Turkey on Sunday strongly condemned Armenia’s recent attacks on Azerbaijan’s second-largest city of Ganja, despite a cease-fire in place.
The attack that targeted an apartment building, killing nine civilians is “a new example of provocations by the Armenian administration to spread the conflict beyond the occupied Azerbaijani territories,” the Turkish Foreign Ministry said in a statement.
With the latest attack on civilians, it said, Armenia has revealed it has no problem “in violating international humanitarian law” and does not understand what a cease-fire is.
The ministry called on the international community to stop Armenia’s lawlessness, saying it is a clear reflection of its occupying and aggressive mindset.
Relations between the two former Soviet republics have been tense since 1991 when the Armenian military occupied Upper Karabakh, or Nagorno-Karabakh, an internationally recognized territory of Azerbaijan.
The recent clashes began on Sept. 27, when Armenian forces targeted civilian Azerbaijani settlements and military positions in the region, leading to casualties.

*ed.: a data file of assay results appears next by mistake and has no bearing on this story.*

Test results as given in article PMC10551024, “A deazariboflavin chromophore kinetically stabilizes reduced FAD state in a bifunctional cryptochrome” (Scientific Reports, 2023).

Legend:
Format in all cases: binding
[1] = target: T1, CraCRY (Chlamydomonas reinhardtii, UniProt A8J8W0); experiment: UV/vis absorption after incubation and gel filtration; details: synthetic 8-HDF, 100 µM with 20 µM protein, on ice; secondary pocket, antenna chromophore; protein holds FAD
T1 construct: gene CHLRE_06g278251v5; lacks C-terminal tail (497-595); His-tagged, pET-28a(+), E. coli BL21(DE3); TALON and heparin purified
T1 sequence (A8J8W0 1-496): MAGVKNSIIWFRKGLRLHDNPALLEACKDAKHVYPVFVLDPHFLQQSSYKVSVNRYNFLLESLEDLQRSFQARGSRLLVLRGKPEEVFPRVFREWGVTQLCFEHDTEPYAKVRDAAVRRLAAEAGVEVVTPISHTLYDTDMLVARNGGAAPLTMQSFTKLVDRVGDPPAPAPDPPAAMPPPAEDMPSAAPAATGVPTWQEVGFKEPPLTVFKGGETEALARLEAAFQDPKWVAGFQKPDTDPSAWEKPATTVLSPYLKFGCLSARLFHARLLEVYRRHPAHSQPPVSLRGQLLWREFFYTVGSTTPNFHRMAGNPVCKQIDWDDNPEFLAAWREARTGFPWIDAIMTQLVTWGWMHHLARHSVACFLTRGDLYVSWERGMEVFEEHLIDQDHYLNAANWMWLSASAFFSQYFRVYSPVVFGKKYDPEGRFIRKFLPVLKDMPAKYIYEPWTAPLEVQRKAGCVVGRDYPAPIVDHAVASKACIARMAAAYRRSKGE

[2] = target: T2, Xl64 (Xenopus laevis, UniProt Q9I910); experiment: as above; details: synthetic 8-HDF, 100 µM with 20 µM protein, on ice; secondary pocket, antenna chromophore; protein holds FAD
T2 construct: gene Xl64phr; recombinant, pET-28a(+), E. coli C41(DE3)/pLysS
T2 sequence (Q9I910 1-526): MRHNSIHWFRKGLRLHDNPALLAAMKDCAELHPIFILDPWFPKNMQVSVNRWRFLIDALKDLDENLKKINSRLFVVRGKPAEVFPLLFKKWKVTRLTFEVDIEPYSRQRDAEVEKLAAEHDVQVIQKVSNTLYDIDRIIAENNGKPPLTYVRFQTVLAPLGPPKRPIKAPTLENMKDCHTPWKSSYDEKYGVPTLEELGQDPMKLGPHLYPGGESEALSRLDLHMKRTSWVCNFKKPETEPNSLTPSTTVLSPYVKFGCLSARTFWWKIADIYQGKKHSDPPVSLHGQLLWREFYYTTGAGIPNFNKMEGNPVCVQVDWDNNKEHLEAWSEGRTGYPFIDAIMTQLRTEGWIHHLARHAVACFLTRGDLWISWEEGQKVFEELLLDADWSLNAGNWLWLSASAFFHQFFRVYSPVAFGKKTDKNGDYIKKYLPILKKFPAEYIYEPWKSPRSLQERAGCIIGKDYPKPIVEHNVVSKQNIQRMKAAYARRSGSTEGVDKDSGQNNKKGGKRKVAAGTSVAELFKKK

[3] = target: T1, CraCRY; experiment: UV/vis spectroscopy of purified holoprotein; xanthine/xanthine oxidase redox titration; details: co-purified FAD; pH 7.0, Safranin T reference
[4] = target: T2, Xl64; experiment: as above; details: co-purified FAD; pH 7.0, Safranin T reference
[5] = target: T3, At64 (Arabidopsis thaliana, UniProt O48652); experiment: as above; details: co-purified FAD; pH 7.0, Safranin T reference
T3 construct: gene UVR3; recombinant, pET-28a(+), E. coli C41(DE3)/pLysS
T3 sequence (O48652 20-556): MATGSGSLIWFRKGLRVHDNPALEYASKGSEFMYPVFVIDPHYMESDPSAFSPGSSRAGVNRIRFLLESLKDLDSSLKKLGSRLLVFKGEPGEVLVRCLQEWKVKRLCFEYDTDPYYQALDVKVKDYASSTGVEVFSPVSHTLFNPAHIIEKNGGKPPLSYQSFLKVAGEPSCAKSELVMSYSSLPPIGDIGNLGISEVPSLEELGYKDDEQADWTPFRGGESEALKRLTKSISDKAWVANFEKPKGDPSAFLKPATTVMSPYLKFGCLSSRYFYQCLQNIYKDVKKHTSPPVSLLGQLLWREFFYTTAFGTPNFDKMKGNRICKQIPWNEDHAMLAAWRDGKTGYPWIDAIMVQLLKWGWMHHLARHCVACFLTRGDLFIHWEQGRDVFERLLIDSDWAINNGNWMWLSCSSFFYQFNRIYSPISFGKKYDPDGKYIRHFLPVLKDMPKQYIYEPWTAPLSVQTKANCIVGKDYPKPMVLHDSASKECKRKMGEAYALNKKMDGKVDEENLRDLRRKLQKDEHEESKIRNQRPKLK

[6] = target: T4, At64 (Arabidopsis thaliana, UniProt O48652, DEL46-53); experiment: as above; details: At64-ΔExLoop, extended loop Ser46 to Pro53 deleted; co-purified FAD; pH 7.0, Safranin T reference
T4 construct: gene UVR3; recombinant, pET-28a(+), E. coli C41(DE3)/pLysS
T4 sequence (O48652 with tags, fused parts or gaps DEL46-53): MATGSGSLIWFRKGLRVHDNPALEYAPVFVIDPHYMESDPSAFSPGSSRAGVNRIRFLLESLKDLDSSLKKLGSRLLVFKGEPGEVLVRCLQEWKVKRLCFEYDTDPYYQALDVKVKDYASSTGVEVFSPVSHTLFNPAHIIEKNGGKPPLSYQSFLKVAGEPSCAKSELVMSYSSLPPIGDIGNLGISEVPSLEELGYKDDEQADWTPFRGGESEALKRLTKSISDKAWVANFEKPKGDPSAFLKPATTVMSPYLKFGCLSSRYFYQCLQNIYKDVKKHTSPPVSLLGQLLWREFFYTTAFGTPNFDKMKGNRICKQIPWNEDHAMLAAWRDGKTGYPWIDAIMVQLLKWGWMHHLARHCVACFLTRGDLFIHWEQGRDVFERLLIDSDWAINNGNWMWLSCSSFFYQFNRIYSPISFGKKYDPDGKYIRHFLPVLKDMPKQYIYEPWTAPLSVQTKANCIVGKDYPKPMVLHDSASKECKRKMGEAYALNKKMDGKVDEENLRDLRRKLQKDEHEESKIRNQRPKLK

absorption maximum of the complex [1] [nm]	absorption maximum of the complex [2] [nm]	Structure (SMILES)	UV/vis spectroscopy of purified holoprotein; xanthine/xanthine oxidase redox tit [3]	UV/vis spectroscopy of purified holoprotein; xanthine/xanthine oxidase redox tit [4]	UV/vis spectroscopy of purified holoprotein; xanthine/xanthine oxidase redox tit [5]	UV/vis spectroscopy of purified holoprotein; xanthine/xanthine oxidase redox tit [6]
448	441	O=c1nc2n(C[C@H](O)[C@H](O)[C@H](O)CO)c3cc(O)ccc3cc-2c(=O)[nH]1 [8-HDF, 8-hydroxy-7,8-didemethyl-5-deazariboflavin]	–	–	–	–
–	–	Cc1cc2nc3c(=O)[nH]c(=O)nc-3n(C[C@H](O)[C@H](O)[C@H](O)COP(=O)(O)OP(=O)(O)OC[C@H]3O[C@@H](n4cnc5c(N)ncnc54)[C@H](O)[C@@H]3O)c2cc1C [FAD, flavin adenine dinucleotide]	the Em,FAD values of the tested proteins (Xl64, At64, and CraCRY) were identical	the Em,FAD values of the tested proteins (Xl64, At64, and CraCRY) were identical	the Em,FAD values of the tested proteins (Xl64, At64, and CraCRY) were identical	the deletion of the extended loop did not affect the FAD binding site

Four UN Security Council and two UN General Assembly resolutions, as well as many international organizations, demand the withdrawal of the occupying forces.
The OSCE Minsk Group — co-chaired by France, Russia, and the US — was formed in 1992 to find a peaceful solution to the conflict, but to no avail. A cease-fire, however, was agreed to in 1994.
A new armistice was agreed on Saturday to allow an exchange of prisoners and the recovery of bodies, but it has been violated by Armenia.
Turkey has supported Baku’s right to self-defense and demanded the withdrawal of Armenia’s occupying forces.
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